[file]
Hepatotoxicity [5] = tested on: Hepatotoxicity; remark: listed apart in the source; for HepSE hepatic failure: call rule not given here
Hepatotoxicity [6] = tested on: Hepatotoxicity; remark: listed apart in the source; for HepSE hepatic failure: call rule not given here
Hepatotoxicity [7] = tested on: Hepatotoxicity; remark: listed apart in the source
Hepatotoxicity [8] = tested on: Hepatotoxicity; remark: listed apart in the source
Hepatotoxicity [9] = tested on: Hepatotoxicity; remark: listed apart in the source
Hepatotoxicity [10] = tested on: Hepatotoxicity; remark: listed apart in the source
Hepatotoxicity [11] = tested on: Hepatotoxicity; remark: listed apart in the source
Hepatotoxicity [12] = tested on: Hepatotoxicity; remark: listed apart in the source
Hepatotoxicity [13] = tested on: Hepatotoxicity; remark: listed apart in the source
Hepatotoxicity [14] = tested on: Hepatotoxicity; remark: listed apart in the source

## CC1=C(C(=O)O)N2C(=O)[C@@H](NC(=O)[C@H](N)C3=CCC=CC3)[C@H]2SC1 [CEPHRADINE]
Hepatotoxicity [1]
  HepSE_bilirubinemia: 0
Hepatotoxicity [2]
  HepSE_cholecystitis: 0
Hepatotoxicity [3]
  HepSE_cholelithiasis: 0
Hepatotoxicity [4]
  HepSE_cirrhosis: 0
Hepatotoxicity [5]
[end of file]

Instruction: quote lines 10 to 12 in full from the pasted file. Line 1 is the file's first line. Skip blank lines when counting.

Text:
Hepatotoxicity [14] = tested on: Hepatotoxicity; remark: listed apart in the source

## CC1=C(C(=O)O)N2C(=O)[C@@H](NC(=O)[C@H](N)C3=CCC=CC3)[C@H]2SC1 [CEPHRADINE]
Hepatotoxicity [1]